I open my hotel-room door and a seven-year-old girl in a bright dress smiles at me as she passes by. She is carrying a white rose and leading a wedding party. I had just opened my heart more to my writing before leaving my room.
Later, at Barnes and Noble in the poetry section I notice a book, The Music Lover’s Poetry Anthology, which has been here since the last time I visited San Diego almost two months ago. I feel a little sad that no one cared to buy it since my last visit. On the other hand, maybe the book was waiting for me to buy it. I found this Basho poem in the book.
The temple bell stops—
but the sound keeps coming
out of the flowers.
(Translated by Robert Bly)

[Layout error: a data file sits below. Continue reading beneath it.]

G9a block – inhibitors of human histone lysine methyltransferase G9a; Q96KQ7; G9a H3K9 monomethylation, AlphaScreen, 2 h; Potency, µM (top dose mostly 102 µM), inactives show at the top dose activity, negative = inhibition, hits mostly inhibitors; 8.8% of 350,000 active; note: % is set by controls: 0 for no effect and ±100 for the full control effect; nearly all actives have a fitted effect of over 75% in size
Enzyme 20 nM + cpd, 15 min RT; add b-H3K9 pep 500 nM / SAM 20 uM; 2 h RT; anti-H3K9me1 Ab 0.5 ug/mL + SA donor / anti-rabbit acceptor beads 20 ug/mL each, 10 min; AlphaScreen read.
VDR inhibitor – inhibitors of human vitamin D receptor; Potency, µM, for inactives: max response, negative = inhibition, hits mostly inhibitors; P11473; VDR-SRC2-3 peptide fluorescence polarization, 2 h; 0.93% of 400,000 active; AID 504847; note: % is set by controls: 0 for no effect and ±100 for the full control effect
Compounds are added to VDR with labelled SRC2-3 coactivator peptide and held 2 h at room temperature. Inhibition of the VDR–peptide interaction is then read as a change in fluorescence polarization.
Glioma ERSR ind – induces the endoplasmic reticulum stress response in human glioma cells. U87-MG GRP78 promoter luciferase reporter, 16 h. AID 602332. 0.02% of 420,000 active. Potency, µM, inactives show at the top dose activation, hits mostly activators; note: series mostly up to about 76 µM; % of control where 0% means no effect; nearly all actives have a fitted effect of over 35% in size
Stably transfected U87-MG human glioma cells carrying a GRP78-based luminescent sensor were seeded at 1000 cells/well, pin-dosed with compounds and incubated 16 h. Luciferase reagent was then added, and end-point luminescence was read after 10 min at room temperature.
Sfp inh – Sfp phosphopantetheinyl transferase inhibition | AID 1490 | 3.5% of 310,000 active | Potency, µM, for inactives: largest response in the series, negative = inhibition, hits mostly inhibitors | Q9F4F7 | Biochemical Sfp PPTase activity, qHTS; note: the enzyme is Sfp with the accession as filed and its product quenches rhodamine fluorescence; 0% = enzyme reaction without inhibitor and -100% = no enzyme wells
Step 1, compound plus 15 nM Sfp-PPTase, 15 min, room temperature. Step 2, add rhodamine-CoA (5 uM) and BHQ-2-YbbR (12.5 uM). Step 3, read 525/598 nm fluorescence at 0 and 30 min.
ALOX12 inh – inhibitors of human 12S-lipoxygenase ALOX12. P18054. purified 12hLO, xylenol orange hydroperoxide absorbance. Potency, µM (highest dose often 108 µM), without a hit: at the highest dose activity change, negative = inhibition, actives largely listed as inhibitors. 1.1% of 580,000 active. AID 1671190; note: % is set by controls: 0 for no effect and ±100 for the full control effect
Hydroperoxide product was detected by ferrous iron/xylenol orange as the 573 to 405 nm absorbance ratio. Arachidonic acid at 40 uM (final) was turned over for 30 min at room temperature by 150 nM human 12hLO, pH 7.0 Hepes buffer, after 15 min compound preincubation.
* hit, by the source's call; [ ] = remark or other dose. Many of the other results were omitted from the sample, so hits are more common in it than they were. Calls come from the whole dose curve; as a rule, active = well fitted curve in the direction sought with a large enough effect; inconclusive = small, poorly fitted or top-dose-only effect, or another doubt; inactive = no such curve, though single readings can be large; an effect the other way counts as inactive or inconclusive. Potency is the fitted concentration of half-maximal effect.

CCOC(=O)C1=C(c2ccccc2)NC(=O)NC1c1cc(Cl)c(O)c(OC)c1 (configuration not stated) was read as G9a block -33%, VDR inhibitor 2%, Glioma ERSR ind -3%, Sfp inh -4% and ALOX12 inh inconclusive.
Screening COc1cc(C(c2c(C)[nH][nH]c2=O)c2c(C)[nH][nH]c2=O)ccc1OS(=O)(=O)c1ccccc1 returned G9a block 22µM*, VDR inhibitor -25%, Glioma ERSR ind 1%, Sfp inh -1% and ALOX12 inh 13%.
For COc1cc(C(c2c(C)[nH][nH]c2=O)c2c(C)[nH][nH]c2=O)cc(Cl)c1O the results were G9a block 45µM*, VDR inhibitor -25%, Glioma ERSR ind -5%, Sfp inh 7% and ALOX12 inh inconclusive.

My son, Will, had a recent dream in which Warren Buffet gave him a billion dollars. My son probably will surpass me as a stock-picker. I’m glad for him. My recent dreams have had guitars in them. But my guitars sit in their cases—untouched. Instead of playing them, I worry about the melodies of my songs being too weak. While contemplating a melody of a song I wrote not too long ago, I peruse a book on melody and find the song “Killing Me Softly” which has repetitive notes in the beginning like my song. My song’s melody is more skip-wise complex but not as catchy. I’m probably worried about my songs’ melodies because I’m afraid of having a distinct musical voice.
I would like my musical voice to be:
The sound of flowers blooming
The scent of a song on the wind
The taste of sunlight
In the air
Photo Credit: Photo by Sharon Mollerus at Flickr Creative Commons.